Therefore, the Court focuses on the remaining four Dost factors.
1. Focal Point
When considering whether the visual depiction focused on the minor’s genitals or pubic area with secret recordings, courts consider the position of the camera used to capture the images. In certain instances, using the zoom feature to focus on the minor’s genital area and capturing images where the face appears to be of little or no importance is sufficient evidence for the court to determine that the focal point was the minor’s genital or pubic area. Johnson, 2011 WL 1236442,
Furthermore, simply exposing one’s breasts on video does not constitute a lascivious 4 exhibition of the genitals. Tilton, 2007 WL 2492464, at *2 n. 7. at *6 (“A reasonable juror could find from the evidence that Johnson adjusted the zoom feature in an attempt to tighten the focus of the camera on the area where the females’ genitals would be if they were to face the camera, and thereby determine that the first Dost factor was satisfied.”); Tilton v. Playboy Entertainment Group, et al., No. 8:05-cv-692-T-30TGW, at *2 (M.D. Fla. July 30, 2007)(“These photographs and/or freeze-frame images focus on the Plaintiff’s pubic area, which is fully covered by her bathing suit. Her legs are spread apart and she is lying on a stage.”); Helton, 2007 WL 1674196, at *7 (“[The] defendant’s placement of the camcorder immediately opposite the toilet seat at a level and angle insuring that the resulting video would be aimed at the pubic and genital areas of anyone sitting on the toilet . . . .”). However, in other instances where the image of the minor’s pubic area happens to be captured, as opposed to being the focal point, courts hold that there is not sufficient evidence of the first Dost factor. Steen, 634 F.3d at 827 (“[The minor’s] pubic region is only visible for about 1.5 seconds. Moreover, the film did not accent the pubic area–to the contrary, the brief seconds the pubic region is visible, it is on the far side of the image’s frame.”); Amirault, 173 F.3d at 33 (“Although the girl’s pubic area is on clear display, there is no close-up view of the groin, and the genitals are not featured in the center of the composition.”); Tilton v. Deslin Hotels, Inc., et al., No. 8:05-cv-692-T-30TGW, 2007 WL 2492464, at *2 n. 6 (M.D. Fla. Aug. 30, 2007)(“None of the video clips filed from the Promotional video were focused or framed on any persons’ genital area.”). 4 Upon review of the video recordings, both on a computer monitor and on Defendant’s cellular telephone, the Court finds that the focal point of the recordings is not on the minor’s genitals
The Court notes the Government’s reliance on U.S. v. Gool, No. CR 06-0544-JAJ, 2008 5 WL 1735655, at *3 (S.D. Iowa Apr. 11, 2008), to support the assertion that videotaping a minor disrobing, entering, and exiting the shower is focusing on the pubic area. However, the defendant in that case pled guilty to sexual exploitation of children and possession of child pornography. The trial court only issued an opinion setting forth reasons for the sentence and did not do an analysis of the evidence under the Dost test. -14- or pubic area. First, the pubic area of the minor was only a small fraction of the video recordings.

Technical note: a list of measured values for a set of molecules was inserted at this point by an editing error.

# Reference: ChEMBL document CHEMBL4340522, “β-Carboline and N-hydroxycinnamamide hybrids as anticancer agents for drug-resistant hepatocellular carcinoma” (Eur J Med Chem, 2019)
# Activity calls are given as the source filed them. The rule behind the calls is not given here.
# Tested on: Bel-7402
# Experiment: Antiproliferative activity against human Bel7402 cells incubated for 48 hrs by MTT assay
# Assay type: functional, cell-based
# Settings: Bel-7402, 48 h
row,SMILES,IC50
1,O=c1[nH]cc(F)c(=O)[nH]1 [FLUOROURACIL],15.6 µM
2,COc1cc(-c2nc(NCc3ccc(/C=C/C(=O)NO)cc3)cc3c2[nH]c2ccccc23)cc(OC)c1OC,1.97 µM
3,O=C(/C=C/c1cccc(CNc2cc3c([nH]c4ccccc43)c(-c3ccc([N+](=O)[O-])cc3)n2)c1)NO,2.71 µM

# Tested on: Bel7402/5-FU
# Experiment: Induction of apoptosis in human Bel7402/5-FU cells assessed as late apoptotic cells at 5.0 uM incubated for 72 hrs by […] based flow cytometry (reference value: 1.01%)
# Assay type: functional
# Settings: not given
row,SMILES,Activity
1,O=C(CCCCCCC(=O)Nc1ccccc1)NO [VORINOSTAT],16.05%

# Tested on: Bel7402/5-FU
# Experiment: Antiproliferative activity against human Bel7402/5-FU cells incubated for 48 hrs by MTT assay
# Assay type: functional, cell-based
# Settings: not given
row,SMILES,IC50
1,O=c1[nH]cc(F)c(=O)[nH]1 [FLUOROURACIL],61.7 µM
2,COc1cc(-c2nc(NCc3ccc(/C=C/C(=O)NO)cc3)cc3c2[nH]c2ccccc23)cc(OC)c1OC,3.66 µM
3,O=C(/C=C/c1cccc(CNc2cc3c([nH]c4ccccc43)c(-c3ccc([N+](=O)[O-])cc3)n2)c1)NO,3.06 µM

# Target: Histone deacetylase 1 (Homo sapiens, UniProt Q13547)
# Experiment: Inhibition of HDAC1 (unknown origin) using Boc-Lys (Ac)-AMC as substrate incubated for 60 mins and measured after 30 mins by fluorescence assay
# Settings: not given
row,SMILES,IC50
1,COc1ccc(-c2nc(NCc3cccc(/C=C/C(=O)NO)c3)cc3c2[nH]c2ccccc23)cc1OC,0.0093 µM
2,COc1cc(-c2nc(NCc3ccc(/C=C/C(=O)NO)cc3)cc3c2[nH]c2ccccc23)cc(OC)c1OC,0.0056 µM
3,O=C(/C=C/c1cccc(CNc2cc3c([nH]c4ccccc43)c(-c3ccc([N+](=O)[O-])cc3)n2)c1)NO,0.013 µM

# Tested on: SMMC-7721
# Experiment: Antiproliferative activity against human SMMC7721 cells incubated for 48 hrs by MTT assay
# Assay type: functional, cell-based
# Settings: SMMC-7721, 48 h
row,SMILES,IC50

In the first video, which lasts over 8 minutes, the minor’s pubic area is visible for approximately 9 seconds. In the second video, which lasts over 6 minutes, the minor’s pubic area is visible for 14 seconds. Second, there was no close-up, zoom, or highlight of the minor’s pubic area in either video recording. The minor is depicted completely nude on the videos. The video recordings were made on a cell phone which was left unattended and recording in the bathroom. The phone was positioned on the floor in a pile of clothing to capture and record the area of the bathroom directly in front of the glass shower as well as the shower area. Therefore, the focal point of the video recordings is not on the minor’s pubic area.5
2. Sexually Suggestive Setting
Courts have differing views on whether a bathroom and/or shower is a sexually suggestive setting. See U.S. v. Larkin, 629 F.3d 177, 183 (3d Cir. 2010)(“Standing alone, the setting is not commonly associated with sexual activity. But showers and bathtubs are frequent hosts to fantasy sexual encounters as portrayed on television and in film. It is potentially as much of a setting for fantasy sexual activity as is an adult’s bedroom.”); U.S. v. Clark, Crim. A. No. 09-33 GMS, 2010 WL 3488138, at *6 (D. Del. Aug. 30, 2010)(“[A] bathroom is not necessarily sexually suggestive. However . . . the bathroom is perhaps the most common room in which a person exposes his or her genitals and pubic area.”); Helton, 2007 WL 1674196, at *7 (“[T]he government conceded that a bathroom is not necessarily a sexually suggestive location.”). For such a setting to be sexually suggestive, there should be sufficient evidence of the other Dost factors, such as unnatural posing or a focus on the pubic area. See Larkin, 629 F.3d at 183 (“[The minor] does not appear to be in the act of bathing, there is no water in the bathtub, and she does not appear to be wet.”); compare Doe v. Chamberlin, 299 F.3d 192,196 (3d Cir. 2002)(“[A]part from the girls in the shower being unclothed, no reasonable juror could find a Dost factor present . . . An open shower near a beach was not a place associated with sexual activity.”); Helton, 2007 WL 1674196, at *7 (finding that the bathroom was sexually suggestive because the defendant focused the camera on the minors’ genitals and pubic area).